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Discussion Starter #1
I've posted elsewhere the aspirations for my car involving handling and throttle, but my final aspiration for my car is to maximize my revs. Does anyone have 1st or 2nd hand experience with improving the redline potential of a 2002 USDM Ej20? I was thinking maybe new cams, crankshaft, flywheel and clutch, but I am not sure. I am new to the powertrain world of technicals and willing to learn. :D

I was thinking new redline at maybe 8 or 8.5?
 

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A higher redline by itself is meaningless - but I'm sure you knew that. You're going to need a whole different approach in terms of turbo/IC/management/etc. The EJ20 makes pretty sweet power with a larger turbo and supporting mods with its current redline...after that it can be difficult to make more power.
 

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Discussion Starter #3
The higher red line for me, will go hand in hand possibly with a new tranny with shorter gear ratios along with higher power output
 

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and port & polish everything to keep the air flowing...
 

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Doesn't the JDM STi have an 8K redline? Actually in any motor the higher it can rev the more power you can make. Hence the crazy power from F1 engines as 12K rpm. The EJ20 just would really need a proper turbo for it.
 

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Just because certain high-performance engines rev very high, doesn't mean that it is necessarily desirable for all engines to do that. The reason why engines rev high is generally to increase the total amount of air/fuel mixture available to the engine, but EJ20 gets over that by being turbocharged. Once you go that route you apply other limitations, as the relationship between turbo performance and revs is not linear (otherwise power would just keep going up, but it doesn't).
 

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perfusionista said:
Once you go that route you apply other limitations, as the relationship between turbo performance and revs is not linear (otherwise power would just keep going up, but it doesn't).
That is why I said you'd need a proper turbo to accomplish it.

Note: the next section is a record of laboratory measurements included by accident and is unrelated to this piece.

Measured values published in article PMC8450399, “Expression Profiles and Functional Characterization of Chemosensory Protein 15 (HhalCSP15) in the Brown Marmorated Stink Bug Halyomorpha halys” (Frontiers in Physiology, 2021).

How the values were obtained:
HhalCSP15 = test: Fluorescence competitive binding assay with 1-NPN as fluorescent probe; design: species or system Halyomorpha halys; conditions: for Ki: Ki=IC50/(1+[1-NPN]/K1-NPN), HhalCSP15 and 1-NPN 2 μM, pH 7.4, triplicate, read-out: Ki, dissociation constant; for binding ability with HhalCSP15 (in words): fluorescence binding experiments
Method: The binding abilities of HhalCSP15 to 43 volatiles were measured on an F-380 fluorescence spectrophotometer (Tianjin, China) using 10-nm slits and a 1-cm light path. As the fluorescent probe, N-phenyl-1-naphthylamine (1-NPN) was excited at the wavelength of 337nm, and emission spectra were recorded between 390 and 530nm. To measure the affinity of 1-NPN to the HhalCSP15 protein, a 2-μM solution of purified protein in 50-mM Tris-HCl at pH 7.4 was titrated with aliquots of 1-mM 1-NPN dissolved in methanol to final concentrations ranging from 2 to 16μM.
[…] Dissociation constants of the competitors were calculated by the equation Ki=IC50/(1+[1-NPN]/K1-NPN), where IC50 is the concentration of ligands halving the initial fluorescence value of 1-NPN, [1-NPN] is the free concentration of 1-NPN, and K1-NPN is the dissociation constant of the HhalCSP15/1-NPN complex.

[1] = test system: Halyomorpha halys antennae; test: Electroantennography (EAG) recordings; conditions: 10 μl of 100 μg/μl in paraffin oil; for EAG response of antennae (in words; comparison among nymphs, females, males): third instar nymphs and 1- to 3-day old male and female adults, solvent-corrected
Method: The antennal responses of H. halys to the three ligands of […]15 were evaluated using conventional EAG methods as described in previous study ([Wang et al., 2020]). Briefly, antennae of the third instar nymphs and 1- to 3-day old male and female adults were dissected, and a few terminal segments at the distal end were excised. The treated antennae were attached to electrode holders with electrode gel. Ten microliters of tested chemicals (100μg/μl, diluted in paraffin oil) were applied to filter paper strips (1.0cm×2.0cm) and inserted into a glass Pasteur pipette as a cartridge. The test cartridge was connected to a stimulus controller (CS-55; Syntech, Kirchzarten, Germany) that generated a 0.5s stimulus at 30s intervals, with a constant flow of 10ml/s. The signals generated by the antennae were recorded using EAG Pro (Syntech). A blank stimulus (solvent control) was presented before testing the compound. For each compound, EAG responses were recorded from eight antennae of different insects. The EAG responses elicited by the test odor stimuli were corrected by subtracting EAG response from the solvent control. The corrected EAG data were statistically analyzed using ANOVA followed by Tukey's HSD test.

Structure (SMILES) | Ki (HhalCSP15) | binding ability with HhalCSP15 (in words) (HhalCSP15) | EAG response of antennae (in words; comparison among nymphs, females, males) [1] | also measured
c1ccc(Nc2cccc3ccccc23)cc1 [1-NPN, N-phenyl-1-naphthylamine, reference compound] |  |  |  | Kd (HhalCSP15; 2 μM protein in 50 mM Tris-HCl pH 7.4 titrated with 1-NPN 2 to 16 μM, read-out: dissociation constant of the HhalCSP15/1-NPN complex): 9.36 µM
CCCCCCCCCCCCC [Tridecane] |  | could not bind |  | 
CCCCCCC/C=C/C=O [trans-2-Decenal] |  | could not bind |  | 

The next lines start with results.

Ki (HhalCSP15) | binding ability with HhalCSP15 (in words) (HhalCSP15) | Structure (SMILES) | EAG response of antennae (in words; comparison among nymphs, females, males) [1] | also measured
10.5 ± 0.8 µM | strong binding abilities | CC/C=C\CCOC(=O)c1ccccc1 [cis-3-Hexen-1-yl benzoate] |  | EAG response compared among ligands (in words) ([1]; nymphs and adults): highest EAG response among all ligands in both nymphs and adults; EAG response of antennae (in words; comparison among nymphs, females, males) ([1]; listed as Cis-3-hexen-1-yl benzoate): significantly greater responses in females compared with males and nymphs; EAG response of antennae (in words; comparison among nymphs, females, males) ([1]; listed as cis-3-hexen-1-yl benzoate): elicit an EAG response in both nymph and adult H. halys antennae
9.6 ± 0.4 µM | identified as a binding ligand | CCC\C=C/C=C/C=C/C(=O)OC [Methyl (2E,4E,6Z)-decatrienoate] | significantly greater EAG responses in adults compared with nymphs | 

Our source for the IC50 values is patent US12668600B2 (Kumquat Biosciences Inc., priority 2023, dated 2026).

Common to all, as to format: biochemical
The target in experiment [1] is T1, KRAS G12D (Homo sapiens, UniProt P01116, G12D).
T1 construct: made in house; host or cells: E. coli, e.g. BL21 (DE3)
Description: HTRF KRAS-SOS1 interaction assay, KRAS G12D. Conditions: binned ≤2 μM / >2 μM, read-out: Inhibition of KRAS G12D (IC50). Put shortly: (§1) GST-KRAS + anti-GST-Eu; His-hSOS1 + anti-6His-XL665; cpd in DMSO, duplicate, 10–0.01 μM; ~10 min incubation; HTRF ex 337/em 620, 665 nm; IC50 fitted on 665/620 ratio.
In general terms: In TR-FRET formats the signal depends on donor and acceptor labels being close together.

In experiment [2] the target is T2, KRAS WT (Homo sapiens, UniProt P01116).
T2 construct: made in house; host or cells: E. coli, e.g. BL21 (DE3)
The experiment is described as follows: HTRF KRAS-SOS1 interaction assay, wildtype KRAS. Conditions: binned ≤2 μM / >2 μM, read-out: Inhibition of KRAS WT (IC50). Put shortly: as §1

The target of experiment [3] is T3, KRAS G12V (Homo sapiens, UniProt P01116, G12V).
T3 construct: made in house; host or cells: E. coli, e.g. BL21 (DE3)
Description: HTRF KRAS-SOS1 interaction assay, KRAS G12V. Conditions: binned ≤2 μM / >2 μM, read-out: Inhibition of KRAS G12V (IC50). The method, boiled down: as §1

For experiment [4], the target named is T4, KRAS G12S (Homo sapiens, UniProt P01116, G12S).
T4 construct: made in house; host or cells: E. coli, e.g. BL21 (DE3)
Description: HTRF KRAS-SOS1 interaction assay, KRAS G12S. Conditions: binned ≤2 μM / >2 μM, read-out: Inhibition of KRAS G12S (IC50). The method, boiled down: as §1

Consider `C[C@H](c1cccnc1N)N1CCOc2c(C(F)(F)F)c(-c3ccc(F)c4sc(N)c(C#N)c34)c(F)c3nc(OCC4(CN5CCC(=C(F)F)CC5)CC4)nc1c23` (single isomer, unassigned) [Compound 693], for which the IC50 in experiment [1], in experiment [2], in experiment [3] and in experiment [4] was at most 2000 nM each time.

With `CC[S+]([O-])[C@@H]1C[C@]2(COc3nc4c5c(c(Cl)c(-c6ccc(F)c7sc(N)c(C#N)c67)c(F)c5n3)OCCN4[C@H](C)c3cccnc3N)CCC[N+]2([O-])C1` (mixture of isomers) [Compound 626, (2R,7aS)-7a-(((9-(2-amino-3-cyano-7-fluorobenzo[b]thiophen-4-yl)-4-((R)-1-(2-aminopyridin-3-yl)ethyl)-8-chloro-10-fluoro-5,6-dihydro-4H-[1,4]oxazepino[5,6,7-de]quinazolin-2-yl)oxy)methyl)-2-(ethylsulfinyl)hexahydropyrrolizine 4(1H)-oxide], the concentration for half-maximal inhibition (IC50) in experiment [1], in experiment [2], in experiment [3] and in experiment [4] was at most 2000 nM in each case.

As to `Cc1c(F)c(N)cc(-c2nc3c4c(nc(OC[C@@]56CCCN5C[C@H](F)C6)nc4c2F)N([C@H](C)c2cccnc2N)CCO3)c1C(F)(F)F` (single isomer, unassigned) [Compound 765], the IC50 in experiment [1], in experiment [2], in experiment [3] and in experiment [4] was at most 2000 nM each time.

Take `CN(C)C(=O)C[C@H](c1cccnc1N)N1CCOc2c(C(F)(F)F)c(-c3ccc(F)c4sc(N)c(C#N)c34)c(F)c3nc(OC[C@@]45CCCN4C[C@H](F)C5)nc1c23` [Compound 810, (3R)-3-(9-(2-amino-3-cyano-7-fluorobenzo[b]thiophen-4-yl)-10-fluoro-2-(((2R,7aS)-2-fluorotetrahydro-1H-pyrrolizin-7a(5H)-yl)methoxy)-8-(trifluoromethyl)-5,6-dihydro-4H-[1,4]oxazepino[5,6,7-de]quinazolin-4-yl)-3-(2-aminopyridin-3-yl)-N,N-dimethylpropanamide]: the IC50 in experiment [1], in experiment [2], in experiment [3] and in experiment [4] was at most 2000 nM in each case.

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Discussion Starter #10
Different changes to the motor could change for a different rev limit. The general fact of the matter is, maximizing revs is extremely advantageous in the competitive world. Increasing turbo output, displacement and power train, I imagine would put you in the seat for a such an upgrade, more revs that is.
 

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Trainrex said:
This isn't that far off topic, so I'll ask it. What does everyone in hear think redline really is?
Josh,

I would think redline should be at whatever the sweetspot for tourque/rpm where the engine is putting out all it has for the gearing of the tranny/diff,etc.

For instance, I have my rev light set to 6500 and try to stay in that range when Im runnin it up to the ol, spirited driving thingy,
I have found that you dont gain many more MPH runnin in the red..........


But you do get to hear the engine snap,crackle,pop,cry,beg,sht,and feel your booty pinch closed at around 73000revs..... :D

Shotgun
 

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ShotgunTC88 said:
Josh,

I would think redline should be at whatever the sweetspot for tourque/rpm where the engine is putting out all it has for the gearing of the tranny/diff,etc.

For instance, I have my rev light set to 6500 and try to stay in that range when Im runnin it up to the ol, spirited driving thingy,
I have found that you dont gain many more MPH runnin in the red..........


But you do get to hear the engine snap,crackle,pop,cry,beg,sht,and feel your booty pinch closed at around 73000revs..... :D

Shotgun